Piston Slap: Bleeding Edge Lincoln Technology Edition

Sajeev Mehta
by Sajeev Mehta
piston slap bleeding edge lincoln technology edition

In case you missed it, Paul Niedermeyer’s excellent overview of Lincolns greatest hits and misses is worth a second look, considering the “firsts” attributed to the Lincoln brand: halogen lights and clear coat paint (Versailles), gas charged shocks and auto dimming rear view mirrors (Fox Continental), composite headlamps (Mark VII) and the industry’s first use of High Intensity Discharge (HID) lights in the Lincoln Mark VIII. And while some innovations quickly spread elsewhere, Lincoln’s HID system was outdated and orphaned in less than a decade. If you are crazy enough to drive an HID-equipped Mark today, finding a new bulb for less than $600 is impossible. And a used bulb fetches $100 or more on eBay. Such is life when you live on the bleeding edge far beyond anyone’s expectation.

Welcome to my little slice of hell. But first, a bit more about my 1995 Mark VIII LSC: the LSC’s originally wore HID lights, but were removed at the factory due to (unknown?) problems. So FoMoCo sold the car with conventional lights, which I converted it back to HIDs using the sorted, implemented system from a 1996 Mark VIII LSC. It was a one-year only system, as the Mark VIII sported significant changes in it’s 1997 redesign. Last month I lost a headlight bulb, thankfully with plenty of advance notice. So grabbed one of my spares from the junkyard. Now with one spare left, I am looking for an alternative.

With nobody to blame for my predicament, my forthcoming solution is the fourth headlight system in my car since it rolled off the assembly line. But it’s the last, as the right move is to ditch the antiquated HIDs for (widely-adopted) modern componentry. I talked to noted automotive lighting guru Daniel Stern, finding my way to a Mark VIII fanboi who made an adapter to mount the modern “D2S” bulb into the original lense. Only problem? He made one set, for his car only. Fantastic.

After several failed attempts to contact the engineer behind these adapters, I mailed a check to purchase the rights to this part. So I am now like Microsoft, only poorer and with very little chance at turning a profit. Which is fine, because I am more interested in helping anyone with this car, lest they lose faith, jump ship and scrap their fully depreciated, wholly undesirable ride.

With blueprints in hand, I’m currently looking for a local shop to turn my blueprints into CAD drawings. Drawings that will feed a CNC machine the necessary information to spit out several adapters. So much for my hopes of an easy conversion! And the word is out: Lincoln nuts on the Internet know that somebody is updating this antiquated system. All three of them. No matter, it’s too late to turn back now.

If anyone has experience making limited production, limited interest components or has worked with machine shops in a cost effective manner, I’d appreciate your advice. Thanks for reading.

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2 of 43 comments
  • OMG_Shoes OMG_Shoes on Feb 16, 2010

    Yes, it's correct the BMW E34-type 7er was first with HIDs, including in the USA. I remember the first time I saw one at night, in 1995. As for other firsts...should we really be celebrating that Ford successfully lobbied the US DOT to allow the plastic headlight lenses we are now cursed with whether we want them or not? They're grossly inferior to real glass lenses in every way that counts (cheap production cost does not count). Should we celebrate that Ford got the DOT to rubberstamp their horrifically crap USA-only system of replaceable headlight bulbs instead of doing something sensible like advocating the adoption of a modified form of the European lighting code used everywhere else in the world? Clear coat paint, yes, I am pretty sure that was indeed an American-car first, on the Versailles. Thus ended effective inexpensive paint repairs. As another poster points out, there are lots of different types of gas shock, so the claim of a Lincoln first here is dubious. How about other Ford firsts...that fluoro (neon-tube?) taillight in the later Mark VII could win the title of First Hideously Expensive Unrepairable Taillight That Fails Early And Often. The notorious automatic transmissions of the 1970s (to early '80s?) could win First Automatic Transmission that Jumps Randomly Out Of Park And Is "Fixed" By Applying A Decal To The Dashboard That Reminds The Driver to Use the Parking Brake. The Pinto...no, can't do it, that's too easy of a target. Back to the orphaned HID lights under discussion here: I am not sure I agree that "such is life when you live on the bleeding edge far beyond anyone’s expectation". Somehow the Europeans managed to devise a standardized system of HID bulbs and ballasts that didn't have the ridiculously high and quick failure rate of the Lincoln system. That European bulb-and-ballast system was available right on the shelf at the time the Mark VIII was being engineered and specified. Ford could have built their HID lights around that bulb, but I guess the pathetic system Ford came up with was one of their "better ideas", right? Sometimes the reason why nobody's ever before done a particular thing in a particular way is because it's a stupid way to do it.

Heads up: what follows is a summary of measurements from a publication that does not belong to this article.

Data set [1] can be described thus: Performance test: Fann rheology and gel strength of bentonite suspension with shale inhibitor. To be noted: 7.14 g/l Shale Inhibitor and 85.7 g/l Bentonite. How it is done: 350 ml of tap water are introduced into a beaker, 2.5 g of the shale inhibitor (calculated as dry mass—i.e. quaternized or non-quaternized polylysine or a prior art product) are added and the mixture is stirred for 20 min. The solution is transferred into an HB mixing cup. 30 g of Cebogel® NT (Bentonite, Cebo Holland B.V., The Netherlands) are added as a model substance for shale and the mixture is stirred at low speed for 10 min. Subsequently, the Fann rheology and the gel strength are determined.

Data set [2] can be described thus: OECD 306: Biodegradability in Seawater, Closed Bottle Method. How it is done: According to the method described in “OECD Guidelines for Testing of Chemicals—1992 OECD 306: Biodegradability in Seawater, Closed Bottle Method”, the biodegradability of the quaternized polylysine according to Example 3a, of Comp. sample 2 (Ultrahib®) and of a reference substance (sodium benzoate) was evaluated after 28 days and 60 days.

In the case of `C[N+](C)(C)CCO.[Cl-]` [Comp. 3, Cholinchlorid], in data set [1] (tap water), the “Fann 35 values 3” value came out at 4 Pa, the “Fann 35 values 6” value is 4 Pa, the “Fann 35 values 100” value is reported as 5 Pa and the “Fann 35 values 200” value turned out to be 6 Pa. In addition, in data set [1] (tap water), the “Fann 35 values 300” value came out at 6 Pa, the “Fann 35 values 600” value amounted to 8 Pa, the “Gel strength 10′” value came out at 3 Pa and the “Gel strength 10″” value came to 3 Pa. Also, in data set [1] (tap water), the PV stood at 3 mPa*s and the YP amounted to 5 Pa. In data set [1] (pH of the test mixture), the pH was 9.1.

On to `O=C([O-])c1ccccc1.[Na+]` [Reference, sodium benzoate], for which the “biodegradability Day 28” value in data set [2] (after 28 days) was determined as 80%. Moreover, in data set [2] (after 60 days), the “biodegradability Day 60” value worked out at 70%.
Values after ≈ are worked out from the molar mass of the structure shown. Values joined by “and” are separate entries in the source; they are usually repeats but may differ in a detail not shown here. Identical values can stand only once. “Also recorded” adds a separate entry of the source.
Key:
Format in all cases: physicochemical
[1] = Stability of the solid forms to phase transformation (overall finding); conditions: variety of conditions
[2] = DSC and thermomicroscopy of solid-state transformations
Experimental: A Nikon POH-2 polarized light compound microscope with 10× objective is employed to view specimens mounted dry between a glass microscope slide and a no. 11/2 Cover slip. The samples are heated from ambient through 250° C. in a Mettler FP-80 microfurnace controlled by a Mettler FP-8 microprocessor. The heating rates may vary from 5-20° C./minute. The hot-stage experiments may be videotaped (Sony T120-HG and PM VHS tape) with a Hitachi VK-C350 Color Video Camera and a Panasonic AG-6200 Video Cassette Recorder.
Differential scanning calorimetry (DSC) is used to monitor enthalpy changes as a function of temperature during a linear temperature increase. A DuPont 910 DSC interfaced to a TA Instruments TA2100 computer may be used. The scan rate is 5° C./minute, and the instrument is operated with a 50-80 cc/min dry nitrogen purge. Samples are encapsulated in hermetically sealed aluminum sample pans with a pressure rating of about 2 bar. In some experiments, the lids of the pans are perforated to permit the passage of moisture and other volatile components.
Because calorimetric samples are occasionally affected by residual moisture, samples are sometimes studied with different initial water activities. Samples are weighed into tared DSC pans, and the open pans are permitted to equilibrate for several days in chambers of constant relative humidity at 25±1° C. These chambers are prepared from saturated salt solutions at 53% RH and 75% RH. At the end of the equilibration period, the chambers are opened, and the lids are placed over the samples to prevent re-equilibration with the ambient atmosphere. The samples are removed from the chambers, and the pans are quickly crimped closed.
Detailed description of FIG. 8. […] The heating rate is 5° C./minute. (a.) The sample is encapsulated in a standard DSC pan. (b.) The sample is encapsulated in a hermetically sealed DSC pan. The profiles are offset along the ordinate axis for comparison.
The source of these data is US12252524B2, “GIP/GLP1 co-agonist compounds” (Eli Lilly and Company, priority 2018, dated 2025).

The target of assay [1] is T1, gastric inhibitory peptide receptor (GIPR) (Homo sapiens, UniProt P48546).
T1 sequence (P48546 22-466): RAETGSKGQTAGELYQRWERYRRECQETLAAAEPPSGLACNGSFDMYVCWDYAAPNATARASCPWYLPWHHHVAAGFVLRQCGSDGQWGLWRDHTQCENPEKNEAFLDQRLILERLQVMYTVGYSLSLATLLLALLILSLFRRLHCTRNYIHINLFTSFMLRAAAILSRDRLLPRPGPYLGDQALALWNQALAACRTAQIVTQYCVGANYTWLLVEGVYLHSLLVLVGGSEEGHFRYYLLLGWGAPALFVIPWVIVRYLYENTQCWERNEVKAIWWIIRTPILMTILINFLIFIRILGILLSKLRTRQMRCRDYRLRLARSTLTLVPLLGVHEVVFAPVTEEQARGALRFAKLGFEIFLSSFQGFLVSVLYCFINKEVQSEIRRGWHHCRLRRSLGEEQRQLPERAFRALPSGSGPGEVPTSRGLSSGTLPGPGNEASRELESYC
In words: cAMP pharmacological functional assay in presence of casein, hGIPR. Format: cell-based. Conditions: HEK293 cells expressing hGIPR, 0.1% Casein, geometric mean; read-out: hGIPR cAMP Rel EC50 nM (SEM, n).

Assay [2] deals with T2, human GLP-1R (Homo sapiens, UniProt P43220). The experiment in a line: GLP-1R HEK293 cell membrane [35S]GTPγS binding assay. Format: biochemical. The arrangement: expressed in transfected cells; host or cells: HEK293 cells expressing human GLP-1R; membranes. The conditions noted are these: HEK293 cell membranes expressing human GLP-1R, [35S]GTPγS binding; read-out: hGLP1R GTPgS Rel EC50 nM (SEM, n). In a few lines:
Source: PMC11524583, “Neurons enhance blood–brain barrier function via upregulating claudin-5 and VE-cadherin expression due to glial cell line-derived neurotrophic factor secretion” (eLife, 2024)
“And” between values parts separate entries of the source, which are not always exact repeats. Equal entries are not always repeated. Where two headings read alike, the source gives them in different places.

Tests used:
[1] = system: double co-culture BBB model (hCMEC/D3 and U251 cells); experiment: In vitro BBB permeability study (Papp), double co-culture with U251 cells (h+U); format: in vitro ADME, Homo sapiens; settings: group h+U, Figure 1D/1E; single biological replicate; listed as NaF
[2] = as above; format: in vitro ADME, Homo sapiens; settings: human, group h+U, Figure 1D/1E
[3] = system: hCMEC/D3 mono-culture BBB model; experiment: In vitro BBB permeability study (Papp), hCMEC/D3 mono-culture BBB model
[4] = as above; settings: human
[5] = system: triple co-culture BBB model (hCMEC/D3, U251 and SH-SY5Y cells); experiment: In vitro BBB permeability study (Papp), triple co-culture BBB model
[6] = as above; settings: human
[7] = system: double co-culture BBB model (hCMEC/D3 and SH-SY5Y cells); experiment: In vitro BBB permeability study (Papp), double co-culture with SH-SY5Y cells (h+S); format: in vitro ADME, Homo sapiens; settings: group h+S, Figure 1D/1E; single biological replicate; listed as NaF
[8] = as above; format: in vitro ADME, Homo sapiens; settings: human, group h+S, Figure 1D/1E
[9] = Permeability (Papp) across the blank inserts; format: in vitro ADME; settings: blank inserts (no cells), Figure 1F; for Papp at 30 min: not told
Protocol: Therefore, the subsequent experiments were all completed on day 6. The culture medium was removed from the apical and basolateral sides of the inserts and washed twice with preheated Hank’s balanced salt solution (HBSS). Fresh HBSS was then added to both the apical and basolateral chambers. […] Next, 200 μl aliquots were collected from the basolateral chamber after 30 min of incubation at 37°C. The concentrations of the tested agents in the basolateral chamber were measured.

• PeterKesel PeterKesel on Mar 03, 2010

    HID light are designed to be more powerful than ordinary factory installed lights and are thus an ideal choice of all those automobile enthusiasts out there.

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